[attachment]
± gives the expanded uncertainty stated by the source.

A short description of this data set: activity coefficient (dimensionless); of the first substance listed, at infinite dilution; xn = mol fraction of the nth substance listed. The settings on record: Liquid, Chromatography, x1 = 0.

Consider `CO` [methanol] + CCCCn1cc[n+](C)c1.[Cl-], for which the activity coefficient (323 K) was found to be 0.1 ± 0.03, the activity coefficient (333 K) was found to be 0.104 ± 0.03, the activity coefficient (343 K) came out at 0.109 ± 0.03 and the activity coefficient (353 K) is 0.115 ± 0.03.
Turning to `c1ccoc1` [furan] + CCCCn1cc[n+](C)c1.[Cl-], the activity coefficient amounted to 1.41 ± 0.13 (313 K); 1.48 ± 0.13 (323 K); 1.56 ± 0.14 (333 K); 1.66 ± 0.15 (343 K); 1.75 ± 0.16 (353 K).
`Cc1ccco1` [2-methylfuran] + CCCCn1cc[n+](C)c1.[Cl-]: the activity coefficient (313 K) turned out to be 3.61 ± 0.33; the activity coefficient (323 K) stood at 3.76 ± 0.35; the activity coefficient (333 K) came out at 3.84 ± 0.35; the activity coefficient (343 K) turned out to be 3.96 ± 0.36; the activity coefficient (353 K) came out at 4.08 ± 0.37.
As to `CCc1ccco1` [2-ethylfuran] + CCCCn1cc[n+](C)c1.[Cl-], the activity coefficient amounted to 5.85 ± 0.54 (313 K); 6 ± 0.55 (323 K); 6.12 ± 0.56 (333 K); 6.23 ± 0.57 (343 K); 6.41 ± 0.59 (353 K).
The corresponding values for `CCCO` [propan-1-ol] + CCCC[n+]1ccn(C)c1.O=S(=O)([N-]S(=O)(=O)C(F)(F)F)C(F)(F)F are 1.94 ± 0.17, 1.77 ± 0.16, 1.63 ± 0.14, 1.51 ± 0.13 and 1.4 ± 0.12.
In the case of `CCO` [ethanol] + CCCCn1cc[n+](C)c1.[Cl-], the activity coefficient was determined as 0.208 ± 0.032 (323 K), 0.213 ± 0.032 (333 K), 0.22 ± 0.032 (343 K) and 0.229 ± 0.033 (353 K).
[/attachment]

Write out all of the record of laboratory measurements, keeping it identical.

± gives the expanded uncertainty stated by the source.

A short description of this data set: activity coefficient (dimensionless); of the first substance listed, at infinite dilution; xn = mol fraction of the nth substance listed. The settings on record: Liquid, Chromatography, x1 = 0.

Consider `CO` [methanol] + CCCCn1cc[n+](C)c1.[Cl-], for which the activity coefficient (323 K) was found to be 0.1 ± 0.03, the activity coefficient (333 K) was found to be 0.104 ± 0.03, the activity coefficient (343 K) came out at 0.109 ± 0.03 and the activity coefficient (353 K) is 0.115 ± 0.03.
Turning to `c1ccoc1` [furan] + CCCCn1cc[n+](C)c1.[Cl-], the activity coefficient amounted to 1.41 ± 0.13 (313 K); 1.48 ± 0.13 (323 K); 1.56 ± 0.14 (333 K); 1.66 ± 0.15 (343 K); 1.75 ± 0.16 (353 K).
`Cc1ccco1` [2-methylfuran] + CCCCn1cc[n+](C)c1.[Cl-]: the activity coefficient (313 K) turned out to be 3.61 ± 0.33; the activity coefficient (323 K) stood at 3.76 ± 0.35; the activity coefficient (333 K) came out at 3.84 ± 0.35; the activity coefficient (343 K) turned out to be 3.96 ± 0.36; the activity coefficient (353 K) came out at 4.08 ± 0.37.
As to `CCc1ccco1` [2-ethylfuran] + CCCCn1cc[n+](C)c1.[Cl-], the activity coefficient amounted to 5.85 ± 0.54 (313 K); 6 ± 0.55 (323 K); 6.12 ± 0.56 (333 K); 6.23 ± 0.57 (343 K); 6.41 ± 0.59 (353 K).
The corresponding values for `CCCO` [propan-1-ol] + CCCC[n+]1ccn(C)c1.O=S(=O)([N-]S(=O)(=O)C(F)(F)F)C(F)(F)F are 1.94 ± 0.17, 1.77 ± 0.16, 1.63 ± 0.14, 1.51 ± 0.13 and 1.4 ± 0.12.
In the case of `CCO` [ethanol] + CCCCn1cc[n+](C)c1.[Cl-], the activity coefficient was determined as 0.208 ± 0.032 (323 K), 0.213 ± 0.032 (333 K), 0.22 ± 0.032 (343 K) and 0.229 ± 0.033 (353 K).